Setup WiFi on a Pi Manually using wpa_supplicant.conf


This article explains how to setup WiFi on a Raspberry Pi without needing to connect a monitor or keyboard to the Pi. Although you can configure WiFi using the graphical utility within the Raspbian Desktop this requires that you connect a keyboard, mouse and monitor to your Pi. It is sometimes useful to be able to do it before you’ve booted the Pi. This is especially useful when using the Pi Zero W or A+ models where attaching a keyboard and mouse requires a USB hub.

The following technique will allow you to take a fresh SD card, setup WiFi and boot a Pi without any other wires than a power cable. It should work for all Pi models but it’s easier on the devices with on-board Wi-Fi as you don’t need to worry about a WiFi dongle.

Step 1 – Create a fresh SD card using Raspbian image

Create fresh SD card using the latest available Raspbian image from the Official Download page.

NOTE: This method to setup WiFi must be completed before you boot this card for the first time. This is the point at which the system checks for the wpa_supplicant.conf file. If you have already booted the card you will need to re-write with a fresh image and continue.

Step 2 – Create a blank text file

Create a blank text file named “wpa_supplicant.conf”. Use a plain text editor rather than a Word Processor.

If using Windows you need to make sure the text file uses Linux/Unix style line breaks. I use Notepad++ (it’s free!) and this is easy to do using “Edit” > “EOL Conversion” > “UNIX/OSX Format”. “UNIX” is then shown in the status bar.

Notepad Plus Plus EOL Format

Insert the following content into the text file :



Double check the SSID and password. Both the SSID and password should be surrounded by quotes.

The Country Code should be set the ISO/IEC alpha2 code for the country in which you are using your Pi. Common codes include :

  • gb (United Kingdom)
  • fr (France)
  • de (Germany)
  • us (United States)
  • se (Sweden)

Step 3 – Copy to SD Card

Copy the file to the boot partition on your SD card. In Windows this is the only partition you will be able to see. It will already contain some of the following files :

  • bootcode.bin
  • loader.bin
  • start.elf
  • kernel.img
  • cmdline.txt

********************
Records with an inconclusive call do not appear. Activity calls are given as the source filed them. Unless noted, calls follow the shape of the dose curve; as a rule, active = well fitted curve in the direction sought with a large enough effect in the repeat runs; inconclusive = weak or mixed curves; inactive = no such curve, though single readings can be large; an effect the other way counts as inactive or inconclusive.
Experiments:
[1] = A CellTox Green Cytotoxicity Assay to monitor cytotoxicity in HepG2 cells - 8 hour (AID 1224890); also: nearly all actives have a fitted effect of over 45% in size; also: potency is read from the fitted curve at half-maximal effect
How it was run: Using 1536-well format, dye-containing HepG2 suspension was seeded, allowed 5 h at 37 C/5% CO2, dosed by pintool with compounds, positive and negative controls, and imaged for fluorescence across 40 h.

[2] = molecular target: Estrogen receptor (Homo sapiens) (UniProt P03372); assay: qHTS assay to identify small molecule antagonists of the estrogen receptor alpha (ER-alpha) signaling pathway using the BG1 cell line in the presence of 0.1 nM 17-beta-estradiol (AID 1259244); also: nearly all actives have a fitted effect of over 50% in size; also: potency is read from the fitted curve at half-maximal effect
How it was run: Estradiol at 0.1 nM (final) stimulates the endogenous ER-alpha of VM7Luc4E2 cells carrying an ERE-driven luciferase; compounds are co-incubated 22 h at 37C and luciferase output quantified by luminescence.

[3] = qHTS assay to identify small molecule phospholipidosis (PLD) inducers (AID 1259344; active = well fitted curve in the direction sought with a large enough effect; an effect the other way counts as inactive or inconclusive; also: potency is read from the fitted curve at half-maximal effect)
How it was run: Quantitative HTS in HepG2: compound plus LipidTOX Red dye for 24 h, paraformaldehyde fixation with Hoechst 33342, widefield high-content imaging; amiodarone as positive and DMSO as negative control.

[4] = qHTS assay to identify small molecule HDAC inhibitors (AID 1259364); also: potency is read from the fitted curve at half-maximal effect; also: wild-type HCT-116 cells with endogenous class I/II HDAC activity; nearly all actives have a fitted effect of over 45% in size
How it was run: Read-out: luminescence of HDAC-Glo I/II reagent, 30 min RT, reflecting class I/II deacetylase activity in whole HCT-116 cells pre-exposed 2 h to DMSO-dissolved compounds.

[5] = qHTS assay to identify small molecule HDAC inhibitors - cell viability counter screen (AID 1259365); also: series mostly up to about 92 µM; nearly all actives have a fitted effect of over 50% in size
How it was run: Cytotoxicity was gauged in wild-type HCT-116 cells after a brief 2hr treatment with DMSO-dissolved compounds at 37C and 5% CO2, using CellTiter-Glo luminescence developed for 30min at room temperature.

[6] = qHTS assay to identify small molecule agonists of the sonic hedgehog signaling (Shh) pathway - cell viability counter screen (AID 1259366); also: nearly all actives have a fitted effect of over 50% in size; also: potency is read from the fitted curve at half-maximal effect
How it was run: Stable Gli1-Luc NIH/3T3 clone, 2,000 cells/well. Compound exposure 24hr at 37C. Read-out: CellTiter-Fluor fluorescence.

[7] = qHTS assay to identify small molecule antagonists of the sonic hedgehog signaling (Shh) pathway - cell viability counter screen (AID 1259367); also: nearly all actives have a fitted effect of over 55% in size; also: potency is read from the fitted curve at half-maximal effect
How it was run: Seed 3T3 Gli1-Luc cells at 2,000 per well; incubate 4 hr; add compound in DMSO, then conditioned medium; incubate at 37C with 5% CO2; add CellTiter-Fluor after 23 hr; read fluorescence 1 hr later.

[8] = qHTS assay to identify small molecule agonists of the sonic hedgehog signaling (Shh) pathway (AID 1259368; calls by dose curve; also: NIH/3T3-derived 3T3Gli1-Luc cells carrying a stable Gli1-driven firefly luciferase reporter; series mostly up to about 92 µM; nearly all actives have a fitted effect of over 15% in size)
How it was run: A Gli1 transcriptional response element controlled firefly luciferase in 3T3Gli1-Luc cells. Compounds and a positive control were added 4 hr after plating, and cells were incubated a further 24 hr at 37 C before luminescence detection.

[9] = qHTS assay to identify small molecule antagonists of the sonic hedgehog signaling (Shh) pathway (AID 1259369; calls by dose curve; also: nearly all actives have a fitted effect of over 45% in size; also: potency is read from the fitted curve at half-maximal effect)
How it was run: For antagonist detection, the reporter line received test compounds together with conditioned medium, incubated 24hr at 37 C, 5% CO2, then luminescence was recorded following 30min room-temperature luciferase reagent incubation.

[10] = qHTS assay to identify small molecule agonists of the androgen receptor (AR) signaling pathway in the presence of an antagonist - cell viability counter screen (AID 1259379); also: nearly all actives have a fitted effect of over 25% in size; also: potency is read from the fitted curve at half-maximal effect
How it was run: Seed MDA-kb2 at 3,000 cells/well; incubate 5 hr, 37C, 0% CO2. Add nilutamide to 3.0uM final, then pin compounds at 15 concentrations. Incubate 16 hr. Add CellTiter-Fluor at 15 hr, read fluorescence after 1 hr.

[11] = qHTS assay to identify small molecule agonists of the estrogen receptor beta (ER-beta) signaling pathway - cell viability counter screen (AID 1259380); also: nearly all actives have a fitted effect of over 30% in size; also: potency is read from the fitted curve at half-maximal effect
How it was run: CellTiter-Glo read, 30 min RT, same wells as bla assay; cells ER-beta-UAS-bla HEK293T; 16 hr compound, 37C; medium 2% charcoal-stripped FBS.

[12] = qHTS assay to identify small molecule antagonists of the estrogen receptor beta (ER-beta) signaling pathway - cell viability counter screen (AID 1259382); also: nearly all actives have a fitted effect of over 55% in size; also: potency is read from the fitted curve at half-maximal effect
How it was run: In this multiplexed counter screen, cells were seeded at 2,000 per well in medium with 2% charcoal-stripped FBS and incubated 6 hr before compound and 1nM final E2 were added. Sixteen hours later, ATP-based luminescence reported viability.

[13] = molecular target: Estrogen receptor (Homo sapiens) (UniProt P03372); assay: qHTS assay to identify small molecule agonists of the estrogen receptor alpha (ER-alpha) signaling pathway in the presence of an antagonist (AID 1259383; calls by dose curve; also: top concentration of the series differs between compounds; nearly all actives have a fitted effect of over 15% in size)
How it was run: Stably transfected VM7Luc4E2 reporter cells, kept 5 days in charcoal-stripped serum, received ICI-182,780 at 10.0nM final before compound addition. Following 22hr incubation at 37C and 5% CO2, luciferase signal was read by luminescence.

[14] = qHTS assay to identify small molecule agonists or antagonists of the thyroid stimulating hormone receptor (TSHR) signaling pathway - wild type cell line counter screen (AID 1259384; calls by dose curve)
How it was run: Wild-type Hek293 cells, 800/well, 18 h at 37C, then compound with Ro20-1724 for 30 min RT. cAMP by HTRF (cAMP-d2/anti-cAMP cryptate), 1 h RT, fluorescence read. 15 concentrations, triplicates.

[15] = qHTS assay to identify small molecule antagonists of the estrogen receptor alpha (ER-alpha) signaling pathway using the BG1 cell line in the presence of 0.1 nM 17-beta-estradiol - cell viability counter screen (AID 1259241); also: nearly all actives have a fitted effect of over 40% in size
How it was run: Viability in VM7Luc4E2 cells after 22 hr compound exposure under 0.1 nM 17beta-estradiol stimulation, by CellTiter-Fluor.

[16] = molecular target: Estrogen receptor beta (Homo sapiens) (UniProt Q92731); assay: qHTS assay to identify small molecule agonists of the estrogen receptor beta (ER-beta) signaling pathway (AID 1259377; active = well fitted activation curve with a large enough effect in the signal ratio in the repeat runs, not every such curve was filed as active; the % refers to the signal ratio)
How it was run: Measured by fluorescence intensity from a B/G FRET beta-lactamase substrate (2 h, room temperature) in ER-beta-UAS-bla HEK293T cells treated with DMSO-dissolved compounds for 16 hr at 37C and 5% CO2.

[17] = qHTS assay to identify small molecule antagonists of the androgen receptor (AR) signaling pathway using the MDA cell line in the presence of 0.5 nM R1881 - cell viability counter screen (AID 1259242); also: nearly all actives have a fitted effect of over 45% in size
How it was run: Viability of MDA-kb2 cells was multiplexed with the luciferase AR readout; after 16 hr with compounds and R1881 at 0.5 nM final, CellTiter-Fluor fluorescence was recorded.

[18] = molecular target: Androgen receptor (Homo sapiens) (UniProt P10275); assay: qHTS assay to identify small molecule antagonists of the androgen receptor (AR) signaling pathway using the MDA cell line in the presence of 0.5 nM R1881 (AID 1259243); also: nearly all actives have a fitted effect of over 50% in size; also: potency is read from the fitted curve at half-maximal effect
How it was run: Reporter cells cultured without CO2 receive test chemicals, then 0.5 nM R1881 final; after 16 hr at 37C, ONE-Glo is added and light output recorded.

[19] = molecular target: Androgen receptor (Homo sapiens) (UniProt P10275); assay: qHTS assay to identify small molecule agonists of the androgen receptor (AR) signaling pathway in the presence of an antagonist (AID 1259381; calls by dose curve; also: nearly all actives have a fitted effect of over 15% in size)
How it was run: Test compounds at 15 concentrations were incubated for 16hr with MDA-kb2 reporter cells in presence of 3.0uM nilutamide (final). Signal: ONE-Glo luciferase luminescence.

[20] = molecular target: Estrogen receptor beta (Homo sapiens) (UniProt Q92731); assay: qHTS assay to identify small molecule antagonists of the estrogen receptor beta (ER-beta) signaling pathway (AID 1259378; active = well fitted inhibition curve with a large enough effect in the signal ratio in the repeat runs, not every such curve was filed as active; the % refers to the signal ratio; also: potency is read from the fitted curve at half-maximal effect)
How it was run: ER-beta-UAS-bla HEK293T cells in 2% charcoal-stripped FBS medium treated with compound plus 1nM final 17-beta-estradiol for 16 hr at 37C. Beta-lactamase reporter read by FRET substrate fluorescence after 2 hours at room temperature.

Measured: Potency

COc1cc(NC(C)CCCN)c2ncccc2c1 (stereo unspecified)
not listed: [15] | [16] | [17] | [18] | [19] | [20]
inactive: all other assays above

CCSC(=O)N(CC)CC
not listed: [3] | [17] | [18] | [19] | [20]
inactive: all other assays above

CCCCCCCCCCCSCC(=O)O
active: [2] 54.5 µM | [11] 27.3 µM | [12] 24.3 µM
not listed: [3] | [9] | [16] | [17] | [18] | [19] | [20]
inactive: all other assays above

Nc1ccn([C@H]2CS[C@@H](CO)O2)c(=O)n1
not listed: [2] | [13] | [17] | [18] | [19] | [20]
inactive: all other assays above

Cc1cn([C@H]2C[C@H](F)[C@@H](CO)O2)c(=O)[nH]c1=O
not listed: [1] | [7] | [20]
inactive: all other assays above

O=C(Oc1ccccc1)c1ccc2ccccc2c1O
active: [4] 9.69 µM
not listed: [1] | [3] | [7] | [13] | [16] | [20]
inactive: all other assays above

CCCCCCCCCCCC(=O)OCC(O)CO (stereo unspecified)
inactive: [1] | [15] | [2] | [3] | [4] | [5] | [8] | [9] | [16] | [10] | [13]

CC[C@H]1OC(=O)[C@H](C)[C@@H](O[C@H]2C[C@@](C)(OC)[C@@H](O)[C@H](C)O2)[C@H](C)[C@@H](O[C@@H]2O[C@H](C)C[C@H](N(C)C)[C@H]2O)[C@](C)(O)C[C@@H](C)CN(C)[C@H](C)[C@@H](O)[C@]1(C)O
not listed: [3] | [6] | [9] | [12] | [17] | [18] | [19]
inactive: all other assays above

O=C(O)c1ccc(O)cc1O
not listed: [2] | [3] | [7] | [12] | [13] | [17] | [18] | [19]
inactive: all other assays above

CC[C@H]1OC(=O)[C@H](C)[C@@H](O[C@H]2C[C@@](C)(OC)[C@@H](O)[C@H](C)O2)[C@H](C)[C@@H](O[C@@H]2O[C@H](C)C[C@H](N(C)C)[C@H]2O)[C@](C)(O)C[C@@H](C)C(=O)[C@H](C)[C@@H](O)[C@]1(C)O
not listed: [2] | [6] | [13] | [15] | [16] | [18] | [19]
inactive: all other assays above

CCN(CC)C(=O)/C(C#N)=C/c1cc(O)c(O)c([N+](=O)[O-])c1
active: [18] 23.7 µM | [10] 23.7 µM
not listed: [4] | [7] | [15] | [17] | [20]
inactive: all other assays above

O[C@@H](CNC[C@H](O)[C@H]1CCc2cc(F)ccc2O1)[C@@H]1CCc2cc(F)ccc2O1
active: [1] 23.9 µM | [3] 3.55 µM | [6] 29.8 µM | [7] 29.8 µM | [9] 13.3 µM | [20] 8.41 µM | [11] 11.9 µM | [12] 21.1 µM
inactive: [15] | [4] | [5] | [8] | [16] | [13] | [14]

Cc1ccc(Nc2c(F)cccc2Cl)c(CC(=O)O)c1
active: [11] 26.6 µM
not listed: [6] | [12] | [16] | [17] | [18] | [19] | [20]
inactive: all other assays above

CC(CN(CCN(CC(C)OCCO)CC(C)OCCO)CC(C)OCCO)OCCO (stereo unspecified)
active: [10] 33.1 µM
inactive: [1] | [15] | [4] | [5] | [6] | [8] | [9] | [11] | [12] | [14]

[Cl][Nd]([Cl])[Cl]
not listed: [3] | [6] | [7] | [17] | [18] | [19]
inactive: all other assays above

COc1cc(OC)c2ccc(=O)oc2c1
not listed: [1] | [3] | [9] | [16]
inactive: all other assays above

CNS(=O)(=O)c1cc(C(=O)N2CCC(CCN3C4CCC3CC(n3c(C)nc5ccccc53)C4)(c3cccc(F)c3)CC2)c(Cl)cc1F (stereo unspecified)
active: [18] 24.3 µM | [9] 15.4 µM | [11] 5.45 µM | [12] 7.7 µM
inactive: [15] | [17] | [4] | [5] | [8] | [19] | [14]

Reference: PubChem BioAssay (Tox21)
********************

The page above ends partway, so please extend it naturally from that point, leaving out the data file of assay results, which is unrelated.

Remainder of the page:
Step 4 – Eject, Insert and Boot

Safely remove the SD card from your PC and insert into the Pi. Power up the Pi and once it has booted you should be connected to your WiFi network.

You may be able to use your Router admin interface to list connected devices. Your Pi should appear in the list with an assigned IP address.

Additional Thoughts

As Sebastian Bjurbom points out in the comments below you might want to take this opportunity to enable SSH as well. It is disabled by default but it is easy to enable by copying a blank text file named “ssh” to the boot partition. This can be done at the same time “wpa_supplicant.conf” is copied across.

If you save a copy of the wpa_supplicant.conf file (in a secure location) you can quickly copy it to all your SD cards when they have a fresh image written to them.


If after waiting a few minutes your Pi is not connected to your WiFi consider the following points :

  • Did you complete this method before booting this SD card for the very first time? If not start again from Step 1
  • Check wpa_supplicant.conf exists in the boot partition and the filename is correctly spelt
  • Check the file contains the text listed above
  • Double check every character in the SSID
  • Double check every character the password
  • Check the SSID and password are correctly surrounded with double quotes “….”
  • Ensure your text editor is using Linux style line breaks


  1. Sebastian Bjurbom on

    Worth mentioning is that you usually would need a blank file named “ssh” in root in order to be able to connect remotely on a “headless” installation.

  2. great guide, thanks. took me a while to get it to work, until i realized the file had to be copied over before first boot, if anyone else is having trouble make sure you’re copying into a fresh image.

  3. I got it to boot, but it brings me to a login prompt for motioneye. I dont know username or password nor can I determine the IP address.

  4. my first time doing wpa_supplicant was not easy

    first noob step was naming text file wpa_supplicant.conf.txt